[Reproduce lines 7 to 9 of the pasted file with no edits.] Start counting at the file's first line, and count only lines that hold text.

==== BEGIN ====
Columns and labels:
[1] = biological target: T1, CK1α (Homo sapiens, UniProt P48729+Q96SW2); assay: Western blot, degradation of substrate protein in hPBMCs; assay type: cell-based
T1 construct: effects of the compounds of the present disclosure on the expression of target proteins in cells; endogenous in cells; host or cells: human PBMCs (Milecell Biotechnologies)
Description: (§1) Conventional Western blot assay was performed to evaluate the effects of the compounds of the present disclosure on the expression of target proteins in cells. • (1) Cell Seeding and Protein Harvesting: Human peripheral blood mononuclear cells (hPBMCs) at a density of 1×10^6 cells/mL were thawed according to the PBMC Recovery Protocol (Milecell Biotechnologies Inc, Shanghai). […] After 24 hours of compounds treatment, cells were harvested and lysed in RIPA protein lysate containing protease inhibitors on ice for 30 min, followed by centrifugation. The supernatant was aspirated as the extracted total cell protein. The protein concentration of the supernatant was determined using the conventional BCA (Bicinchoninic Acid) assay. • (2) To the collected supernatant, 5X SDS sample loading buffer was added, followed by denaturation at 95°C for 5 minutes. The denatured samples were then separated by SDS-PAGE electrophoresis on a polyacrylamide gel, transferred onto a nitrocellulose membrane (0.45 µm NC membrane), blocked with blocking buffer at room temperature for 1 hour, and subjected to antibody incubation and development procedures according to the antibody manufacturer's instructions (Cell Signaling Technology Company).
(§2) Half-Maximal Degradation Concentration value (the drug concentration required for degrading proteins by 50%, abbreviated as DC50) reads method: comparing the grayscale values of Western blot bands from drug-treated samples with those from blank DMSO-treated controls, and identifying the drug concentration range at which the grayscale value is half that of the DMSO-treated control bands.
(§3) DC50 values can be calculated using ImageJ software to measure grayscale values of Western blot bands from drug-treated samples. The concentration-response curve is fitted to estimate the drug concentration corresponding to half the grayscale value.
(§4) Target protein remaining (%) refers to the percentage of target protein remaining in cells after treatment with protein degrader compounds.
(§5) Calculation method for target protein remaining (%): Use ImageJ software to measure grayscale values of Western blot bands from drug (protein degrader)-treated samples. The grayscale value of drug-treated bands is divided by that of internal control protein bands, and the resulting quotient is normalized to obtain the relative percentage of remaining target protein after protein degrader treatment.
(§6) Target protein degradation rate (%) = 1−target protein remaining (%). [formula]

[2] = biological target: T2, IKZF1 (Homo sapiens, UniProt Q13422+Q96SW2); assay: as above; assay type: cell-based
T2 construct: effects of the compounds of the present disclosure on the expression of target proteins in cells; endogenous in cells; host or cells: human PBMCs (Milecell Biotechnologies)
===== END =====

(§4) Target protein remaining (%) refers to the percentage of target protein remaining in cells after treatment with protein degrader compounds.
(§5) Calculation method for target protein remaining (%): Use ImageJ software to measure grayscale values of Western blot bands from drug (protein degrader)-treated samples. The grayscale value of drug-treated bands is divided by that of internal control protein bands, and the resulting quotient is normalized to obtain the relative percentage of remaining target protein after protein degrader treatment.
(§6) Target protein degradation rate (%) = 1−target protein remaining (%). [formula]